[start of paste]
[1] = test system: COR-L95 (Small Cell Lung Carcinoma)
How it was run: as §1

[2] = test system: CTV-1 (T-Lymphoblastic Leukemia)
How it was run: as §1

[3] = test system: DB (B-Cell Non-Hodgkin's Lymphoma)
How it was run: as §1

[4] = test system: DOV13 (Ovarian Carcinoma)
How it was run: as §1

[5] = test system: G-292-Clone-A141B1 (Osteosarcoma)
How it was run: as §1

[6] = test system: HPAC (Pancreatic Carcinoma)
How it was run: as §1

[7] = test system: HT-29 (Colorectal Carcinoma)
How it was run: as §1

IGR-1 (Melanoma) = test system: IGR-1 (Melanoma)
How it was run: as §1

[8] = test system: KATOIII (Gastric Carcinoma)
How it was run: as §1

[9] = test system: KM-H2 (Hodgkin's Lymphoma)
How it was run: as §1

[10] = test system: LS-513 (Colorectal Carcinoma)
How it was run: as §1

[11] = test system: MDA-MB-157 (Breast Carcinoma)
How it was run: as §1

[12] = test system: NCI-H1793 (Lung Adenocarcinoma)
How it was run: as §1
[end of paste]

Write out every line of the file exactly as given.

[1] = test system: COR-L95 (Small Cell Lung Carcinoma)
How it was run: as §1

[2] = test system: CTV-1 (T-Lymphoblastic Leukemia)
How it was run: as §1

[3] = test system: DB (B-Cell Non-Hodgkin's Lymphoma)
How it was run: as §1

[4] = test system: DOV13 (Ovarian Carcinoma)
How it was run: as §1

[5] = test system: G-292-Clone-A141B1 (Osteosarcoma)
How it was run: as §1

[6] = test system: HPAC (Pancreatic Carcinoma)
How it was run: as §1

[7] = test system: HT-29 (Colorectal Carcinoma)
How it was run: as §1

IGR-1 (Melanoma) = test system: IGR-1 (Melanoma)
How it was run: as §1

[8] = test system: KATOIII (Gastric Carcinoma)
How it was run: as §1

[9] = test system: KM-H2 (Hodgkin's Lymphoma)
How it was run: as §1

[10] = test system: LS-513 (Colorectal Carcinoma)
How it was run: as §1

[11] = test system: MDA-MB-157 (Breast Carcinoma)
How it was run: as §1

[12] = test system: NCI-H1793 (Lung Adenocarcinoma)
How it was run: as §1